Making Kids Central

Making Kids Central

31 July 2014
Making Kids Central

ACU has developed a toolkit to help homelessness (and other adult-focussed) services working with children to develop more child-centred approaches.

In 2007, the Institute of Child Protection Studies at the Australian Catholic University conducted a study that looked at the experiences of children and young people who accompanied their parents during periods of homelessness. We found that:

  • It is vital to connect with children and young people in their own right, engage with them as individuals, and listen to and acknowledge their stories. Children and young people may also need support to be able to talk with parents about what is happening for them, and to maintain and strengthen relationships during periods of stress
  • Children and young people need information about the events and processes affecting their lives, but this should be given in a way that recognises a young person’s developmental and emotional needs, their personality and their wishes.
  • Children from families experiencing homelessness often experience problems at school, with their health, and making and retaining friends.
  • Some of the factors that are recognised as ‘pathways’ into family homelessness - such as parental drug and alcohol use, family violence and parental mental-health issues - make children more at risk during periods of homelessness. High priority should be given to supporting parents to deal with the issues contributing to their homelessness.
  • Services should have detailed and up-to-date knowledge of other relevant programs and supports, and any referrals of young people to these services need to be well supported and coordinated and take place as early as possible in the life of a problem.
  • The effects of homelessness on children often persist beyond the periods of homelessness. High levels of change and insecurity in the child’s life make it important that support for the young person is sustained beyond the crisis period, and preferably provided through continuing contact.
  • Much of the fear and distress that homeless children and young people face relate to the insecure and sometimes unsafe nature of their temporary housing. Safe, secure and stable accommodation must be made available as early in the homelessness cycle as possible.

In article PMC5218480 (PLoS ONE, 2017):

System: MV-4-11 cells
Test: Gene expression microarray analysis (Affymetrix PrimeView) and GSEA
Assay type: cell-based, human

To help homelessness (and other adult-focussed) services working with children to develop more child-centred approaches we put together a toolkit that is based around six key principles:

  1. Children and young people’s safety and wellbeing are of primary importance.
  2. Children are individuals with unique needs and wishes.
  3. Because children are usually best supported within their family, every effort should be made to assist families to support their children.
  4. Environments surrounding children need to be child-friendly and provide them with opportunities to develop and grow.
  5. Children need to be provided with information and given opportunities to participate in decision-making processes that affect their lives.
  6. The best outcomes are often achieved in partnership with others who can assist children and families in an ongoing way.

The toolkit includes key messages from our research, messages from children and young people who informed the development of the kit, tools for engaging with children and families on sensitive issues, “pulse checks” to help organisations to assess their level of child-centredness, and case studies to help build reflective practice.  

The Kids Central Toolkit is available online.  

To help services use Kids Central, a two-day training program is available where participants can learn more about the theory behind the kit, develop their skills in engaging children and trial the use of tools in practice.  

Further reading

You may also be interested in reading the recently-published CFCA paper, The good practice guide to Child Aware Approaches: Keeping children safe and well.

The feature image is by Rebecca Wong/Flickr, CC BY 2.0.

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Authors

Tim Moore

Dr Tim Moore is a Senior Research Fellow with the Institute of Child Protection Studies, Australian Catholic University. For the past three years, Tim and his colleagues have spent time with children and young people conducting research for the Royal Commission that focuses on how to create child-informed responses to children’s safety concerns, including - but not limited to - child sexual abuse. As a former youth worker, Tim is committed to conducting research that influences practice, drawing on the lived experiences of children and young people most affected by policy and practice.

Debbie Noble-Carr

Research Fellow, Institute of Child Protection Studies, Australian Catholic University.

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